Forest trails that are used more frequently for human recreation have fewer birds, both in terms of species and number – even when the trails have been used for decades.
Forest trails that are used more frequently for human recreation have fewer individual birds and not as many species, even when the trails have been used for decades.
The first study to disentangle the effect of forest trails from the presence of humans shows that both abundance and diversity of birds are reduced when trails are used on a more regular basis. This is also the case when trails have been used for many years, suggesting that forest birds do not get used to this recreational activity. Published in Frontiers in Ecology and Evolution, the findings suggest the physical presence of trails has less of an impact on forest birds than how frequently these recreational paths are used by people. To minimise the impact on forest-dwelling species, humans should avoid roaming from designated pathways.
"We show that forest birds are quite distinctly affected by people and that this avoidance behaviour did not disappear even after years of use by humans. This suggests not all birds habituate to humans and that a long-lasting effect remains," says Dr Yves Bötsch, lead author of the study. "This is important to show because pressure on natural habitats and nature protection areas is getting stronger and access bans are often ignored."
The ground-breeding Wood Warbler is particularly susceptible to disturbance (Tony Davison).
Many outdoor activities rely on infrastructure, with roads and trails being most common. Previous research has shown that trails cause habitat loss and fragmentation, where larger areas of habitat are dissected into smaller pieces, thereby separating wildlife populations. However, it has been difficult to say for certain whether it is the presence of trails or humans that have most impact on forest birds.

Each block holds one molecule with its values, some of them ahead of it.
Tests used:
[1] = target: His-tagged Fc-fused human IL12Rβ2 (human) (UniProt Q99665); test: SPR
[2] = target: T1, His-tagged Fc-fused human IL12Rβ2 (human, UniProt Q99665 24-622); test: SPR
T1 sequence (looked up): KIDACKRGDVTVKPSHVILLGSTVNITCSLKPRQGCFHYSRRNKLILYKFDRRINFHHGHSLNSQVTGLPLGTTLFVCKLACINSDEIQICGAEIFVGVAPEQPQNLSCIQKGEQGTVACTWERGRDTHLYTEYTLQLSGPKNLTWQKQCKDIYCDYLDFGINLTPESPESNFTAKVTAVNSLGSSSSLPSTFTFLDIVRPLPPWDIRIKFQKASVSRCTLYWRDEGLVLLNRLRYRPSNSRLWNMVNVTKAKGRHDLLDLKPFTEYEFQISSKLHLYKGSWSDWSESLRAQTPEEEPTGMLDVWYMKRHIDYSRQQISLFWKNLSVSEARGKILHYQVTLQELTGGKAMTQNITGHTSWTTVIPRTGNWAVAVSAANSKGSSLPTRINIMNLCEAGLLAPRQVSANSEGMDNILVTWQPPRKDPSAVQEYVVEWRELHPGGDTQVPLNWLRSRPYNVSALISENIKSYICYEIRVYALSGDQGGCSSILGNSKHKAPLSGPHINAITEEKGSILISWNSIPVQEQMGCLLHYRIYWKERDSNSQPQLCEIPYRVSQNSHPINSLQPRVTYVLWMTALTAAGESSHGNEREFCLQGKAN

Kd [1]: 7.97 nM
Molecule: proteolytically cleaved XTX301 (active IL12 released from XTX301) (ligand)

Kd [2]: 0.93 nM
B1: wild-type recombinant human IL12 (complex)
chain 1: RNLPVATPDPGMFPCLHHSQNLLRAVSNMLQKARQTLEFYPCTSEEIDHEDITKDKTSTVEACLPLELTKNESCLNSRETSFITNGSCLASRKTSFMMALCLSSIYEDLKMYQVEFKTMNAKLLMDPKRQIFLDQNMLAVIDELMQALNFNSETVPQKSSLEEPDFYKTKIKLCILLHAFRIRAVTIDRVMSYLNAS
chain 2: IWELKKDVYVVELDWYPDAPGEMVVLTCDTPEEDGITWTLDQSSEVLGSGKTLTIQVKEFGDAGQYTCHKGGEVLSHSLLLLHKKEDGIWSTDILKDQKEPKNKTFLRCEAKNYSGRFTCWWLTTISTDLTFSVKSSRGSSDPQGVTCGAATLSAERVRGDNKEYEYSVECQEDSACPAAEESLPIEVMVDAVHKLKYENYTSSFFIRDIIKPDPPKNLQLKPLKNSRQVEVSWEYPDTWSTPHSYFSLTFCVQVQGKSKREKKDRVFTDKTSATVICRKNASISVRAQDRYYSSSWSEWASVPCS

Bötsch explained: "Previous studies provide conflicting results about the effects of trails on birds, with some studies showing negative effects while others do not. We thought differences in the intensity of human use may cause this discrepancy, which motivated us to disentangle the effect of trails from the presence of humans."
The researchers visited four forests with a similar habitat (eg tree species) but which differed in the levels of recreation. They recorded all birds heard and seen at points near to the trails, as well as within the forest itself, and found that a lower number of birds were recorded in the forests used more frequently by humans. In addition, they noticed certain species were more affected than others.
Bötsch summarised: "Species with a high sensitivity, measured by flight initiation distance (the distance at which a bird exposed to an approaching human flies away), showed stronger trail avoidance, even in rarely frequented forests. These sensitive species were raptors, such as Common Buzzard and Eurasian Sparrowhawk, as well as pigeons and woodpeckers.
Forest-dwelling Eurasian Sparrowhawks are typically shy, with birds found to keep away from busy forest trails (Stephen Williams).
"Generally it is assumed that hiking in nature does not harm wildlife, but our study shows even in forests that have been used recreationally for decades, birds have not habituated to people enough to outweigh the negative impact of human disturbance.
"We believe protected areas with forbidden access are necessary and important, and that new trails into remote forest areas should not be promoted. Visitors to existing forest trails should be encouraged to adhere to a 'stay on trail' rule and refrain from roaming from designated pathways."
Bötsch, Y, Tablado, Z, Scherl, D, Kéry, M, Graf, R F, & Jenni, L. 2018. Effect of Recreational Trails on Forest Birds: Human Presence matters. Frontiers in Ecology and Evolution. doi: 10.3389/fevo.2018.00175.